With the climate crisis looming larger every day, people are trying to find ways to make conservation a part of their daily life. We must share land, water and sky with a wide variety of wildlife. Interactions between us are increasing as climate change shifts animals’ habitats and species are forced to scatter to new areas.
If you have a backyard, you have a precious resource to practice conservation. There are many ways to make your backyard more wildlife-friendly, including buying bird feeders and baths, planting native trees and plants, and eliminating the use of pesticides.
When you’re traveling, you may come across animals attempting to cross the road. The best way to help wildlife cross safely is to observe the speed limit and stay vigilant to wildlife on the side of the road.
Animals often travel because they are seeking food. When bears, in particular, have gotten a taste of human food—by rummaging through trash containers or, in some cases, being directly fed by people—they quickly become conditioned to it and want more. This is especially true for black bears when it’s hard to get enough of their natural food.
The easiest way for people to help avoid this is to never feed wild animals, and to secure food and trash in animal-resistant containers. Trash left behind in nature is harmful to everyone. Birds and other animals can trap themselves in plastic rings, plastic bags or even get stuck in nets left behind by fishers. Do your part by picking up after yourself when camping, fishing or otherwise enjoying nature.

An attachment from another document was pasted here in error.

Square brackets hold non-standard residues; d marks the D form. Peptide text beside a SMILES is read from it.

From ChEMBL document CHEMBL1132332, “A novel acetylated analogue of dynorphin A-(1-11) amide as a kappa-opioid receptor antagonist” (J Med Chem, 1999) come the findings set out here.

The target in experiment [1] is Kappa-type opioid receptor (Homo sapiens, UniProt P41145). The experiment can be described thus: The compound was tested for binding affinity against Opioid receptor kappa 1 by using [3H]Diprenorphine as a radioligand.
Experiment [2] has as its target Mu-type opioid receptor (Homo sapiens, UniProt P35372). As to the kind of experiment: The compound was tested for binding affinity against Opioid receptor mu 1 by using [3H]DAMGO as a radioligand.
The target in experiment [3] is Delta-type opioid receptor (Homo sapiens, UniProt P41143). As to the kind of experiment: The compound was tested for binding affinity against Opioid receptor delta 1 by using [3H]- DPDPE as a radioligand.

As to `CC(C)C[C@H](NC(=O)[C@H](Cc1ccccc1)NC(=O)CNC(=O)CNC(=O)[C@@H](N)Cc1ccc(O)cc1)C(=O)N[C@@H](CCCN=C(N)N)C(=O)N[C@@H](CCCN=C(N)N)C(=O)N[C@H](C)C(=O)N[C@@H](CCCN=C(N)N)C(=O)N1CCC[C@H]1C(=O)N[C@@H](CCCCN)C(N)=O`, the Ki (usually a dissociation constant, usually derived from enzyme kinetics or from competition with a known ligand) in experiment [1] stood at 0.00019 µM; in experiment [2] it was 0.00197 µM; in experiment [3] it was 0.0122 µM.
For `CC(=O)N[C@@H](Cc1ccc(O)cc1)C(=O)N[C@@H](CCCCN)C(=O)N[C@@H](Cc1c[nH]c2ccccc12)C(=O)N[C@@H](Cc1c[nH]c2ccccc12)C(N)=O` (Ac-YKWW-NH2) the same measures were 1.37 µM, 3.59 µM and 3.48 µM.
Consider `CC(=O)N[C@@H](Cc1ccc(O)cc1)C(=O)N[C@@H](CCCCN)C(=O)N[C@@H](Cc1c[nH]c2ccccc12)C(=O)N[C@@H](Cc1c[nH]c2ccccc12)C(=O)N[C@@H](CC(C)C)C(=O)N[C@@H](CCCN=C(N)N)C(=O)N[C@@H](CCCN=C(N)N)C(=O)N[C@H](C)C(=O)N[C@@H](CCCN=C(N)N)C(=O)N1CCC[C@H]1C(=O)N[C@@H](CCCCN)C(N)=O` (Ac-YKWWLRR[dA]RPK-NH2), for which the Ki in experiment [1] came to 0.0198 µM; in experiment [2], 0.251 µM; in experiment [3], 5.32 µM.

Another way to help animals move safely from place to place is by connecting wild spaces with “wildlife corridors.” Defenders works to protect the connective corridors (like pathways, intersections and animal crossing bridges) that allow wildlife to move. Some of these paths may be right in your neighborhood.
We are currently advocating for the Wildlife Corridors Conservation Act that would establish a National Wildlife Corridors System to provide protection and restoration of habitat connectivity for native fish, wildlife and plant species to support migration and the ability to move freely within wildlife habitat—something often required to survive, especially as climates and landscapes change.
Here are a few projects Defenders is actively working on:
In the Pacific Northwest, we are urging officials to remove outdated and destructive dams, like the four on the lower Snake River, to assist salmon in reaching their spawning grounds and the ocean.
In Florida, we are working with the solar industry to ensure that siting of new renewable energy facilities is compatible with protecting important habitat corridors for the Florida panther and other species.
Defenders is also working to reconnect wildlife habitat along the U.S. Mexico border that have been cut in two by the construction of the border wall. We’ve called on the Biden administration to open all gates in the wall so that wildlife can freely pass.
We continue to work with the U.S. Department of Transportation, the U.S. Forest Service and the Bureau of Land Management to encourage the installation of wildlife-friendly fencing and crossings along roadways. Under- and overpasses help guide animals across roads without putting them in direct contact with vehicles. Research shows that wildlife crossings save money and lives, both human and animal.